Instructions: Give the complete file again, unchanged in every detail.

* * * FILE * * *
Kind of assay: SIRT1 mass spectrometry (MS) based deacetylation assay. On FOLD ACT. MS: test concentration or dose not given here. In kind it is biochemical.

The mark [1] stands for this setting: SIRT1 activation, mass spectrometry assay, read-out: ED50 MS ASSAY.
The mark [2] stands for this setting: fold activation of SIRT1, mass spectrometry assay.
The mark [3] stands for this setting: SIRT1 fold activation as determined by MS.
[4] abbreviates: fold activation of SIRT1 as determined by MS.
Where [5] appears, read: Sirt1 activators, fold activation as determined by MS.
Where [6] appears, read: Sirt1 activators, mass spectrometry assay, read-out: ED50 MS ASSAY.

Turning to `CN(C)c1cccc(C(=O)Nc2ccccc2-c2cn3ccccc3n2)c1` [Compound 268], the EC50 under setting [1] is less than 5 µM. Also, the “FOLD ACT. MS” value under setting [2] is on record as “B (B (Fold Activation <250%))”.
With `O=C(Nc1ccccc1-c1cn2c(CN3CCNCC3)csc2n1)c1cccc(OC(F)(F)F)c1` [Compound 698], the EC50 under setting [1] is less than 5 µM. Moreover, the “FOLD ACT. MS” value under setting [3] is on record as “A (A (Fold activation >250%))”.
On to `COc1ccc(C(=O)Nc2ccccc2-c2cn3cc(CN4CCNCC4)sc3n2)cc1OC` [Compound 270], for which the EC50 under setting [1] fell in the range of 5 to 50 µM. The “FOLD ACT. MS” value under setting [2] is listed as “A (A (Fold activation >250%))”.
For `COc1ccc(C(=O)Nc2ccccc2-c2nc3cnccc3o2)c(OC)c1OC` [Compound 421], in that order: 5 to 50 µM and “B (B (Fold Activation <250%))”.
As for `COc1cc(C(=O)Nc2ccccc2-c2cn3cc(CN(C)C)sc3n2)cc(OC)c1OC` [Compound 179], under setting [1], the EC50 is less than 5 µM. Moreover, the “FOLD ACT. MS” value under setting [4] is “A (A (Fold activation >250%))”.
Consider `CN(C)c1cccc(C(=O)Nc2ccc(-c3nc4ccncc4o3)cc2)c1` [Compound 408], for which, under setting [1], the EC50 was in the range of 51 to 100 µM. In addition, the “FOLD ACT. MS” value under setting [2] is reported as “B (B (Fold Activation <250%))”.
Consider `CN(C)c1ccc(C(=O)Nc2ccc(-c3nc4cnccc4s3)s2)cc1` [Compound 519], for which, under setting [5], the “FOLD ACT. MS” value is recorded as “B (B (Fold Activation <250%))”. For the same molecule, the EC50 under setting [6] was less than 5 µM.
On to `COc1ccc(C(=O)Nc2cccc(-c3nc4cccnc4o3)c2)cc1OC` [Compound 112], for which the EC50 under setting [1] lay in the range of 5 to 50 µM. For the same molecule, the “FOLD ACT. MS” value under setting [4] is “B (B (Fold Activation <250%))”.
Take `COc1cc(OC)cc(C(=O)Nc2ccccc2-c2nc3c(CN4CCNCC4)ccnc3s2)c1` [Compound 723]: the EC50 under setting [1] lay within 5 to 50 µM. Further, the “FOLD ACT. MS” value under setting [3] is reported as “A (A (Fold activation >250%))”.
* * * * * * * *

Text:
Kind of assay: SIRT1 mass spectrometry (MS) based deacetylation assay. On FOLD ACT. MS: test concentration or dose not given here. In kind it is biochemical.

The mark [1] stands for this setting: SIRT1 activation, mass spectrometry assay, read-out: ED50 MS ASSAY.
The mark [2] stands for this setting: fold activation of SIRT1, mass spectrometry assay.
The mark [3] stands for this setting: SIRT1 fold activation as determined by MS.
[4] abbreviates: fold activation of SIRT1 as determined by MS.
Where [5] appears, read: Sirt1 activators, fold activation as determined by MS.
Where [6] appears, read: Sirt1 activators, mass spectrometry assay, read-out: ED50 MS ASSAY.

Turning to `CN(C)c1cccc(C(=O)Nc2ccccc2-c2cn3ccccc3n2)c1` [Compound 268], the EC50 under setting [1] is less than 5 µM. Also, the “FOLD ACT. MS” value under setting [2] is on record as “B (B (Fold Activation <250%))”.
With `O=C(Nc1ccccc1-c1cn2c(CN3CCNCC3)csc2n1)c1cccc(OC(F)(F)F)c1` [Compound 698], the EC50 under setting [1] is less than 5 µM. Moreover, the “FOLD ACT. MS” value under setting [3] is on record as “A (A (Fold activation >250%))”.
On to `COc1ccc(C(=O)Nc2ccccc2-c2cn3cc(CN4CCNCC4)sc3n2)cc1OC` [Compound 270], for which the EC50 under setting [1] fell in the range of 5 to 50 µM. The “FOLD ACT. MS” value under setting [2] is listed as “A (A (Fold activation >250%))”.
For `COc1ccc(C(=O)Nc2ccccc2-c2nc3cnccc3o2)c(OC)c1OC` [Compound 421], in that order: 5 to 50 µM and “B (B (Fold Activation <250%))”.
As for `COc1cc(C(=O)Nc2ccccc2-c2cn3cc(CN(C)C)sc3n2)cc(OC)c1OC` [Compound 179], under setting [1], the EC50 is less than 5 µM. Moreover, the “FOLD ACT. MS” value under setting [4] is “A (A (Fold activation >250%))”.
Consider `CN(C)c1cccc(C(=O)Nc2ccc(-c3nc4ccncc4o3)cc2)c1` [Compound 408], for which, under setting [1], the EC50 was in the range of 51 to 100 µM. In addition, the “FOLD ACT. MS” value under setting [2] is reported as “B (B (Fold Activation <250%))”.
Consider `CN(C)c1ccc(C(=O)Nc2ccc(-c3nc4cnccc4s3)s2)cc1` [Compound 519], for which, under setting [5], the “FOLD ACT. MS” value is recorded as “B (B (Fold Activation <250%))”. For the same molecule, the EC50 under setting [6] was less than 5 µM.
On to `COc1ccc(C(=O)Nc2cccc(-c3nc4cccnc4o3)c2)cc1OC` [Compound 112], for which the EC50 under setting [1] lay in the range of 5 to 50 µM. For the same molecule, the “FOLD ACT. MS” value under setting [4] is “B (B (Fold Activation <250%))”.
Take `COc1cc(OC)cc(C(=O)Nc2ccccc2-c2nc3c(CN4CCNCC4)ccnc3s2)c1` [Compound 723]: the EC50 under setting [1] lay within 5 to 50 µM. Further, the “FOLD ACT. MS” value under setting [3] is reported as “A (A (Fold activation >250%))”.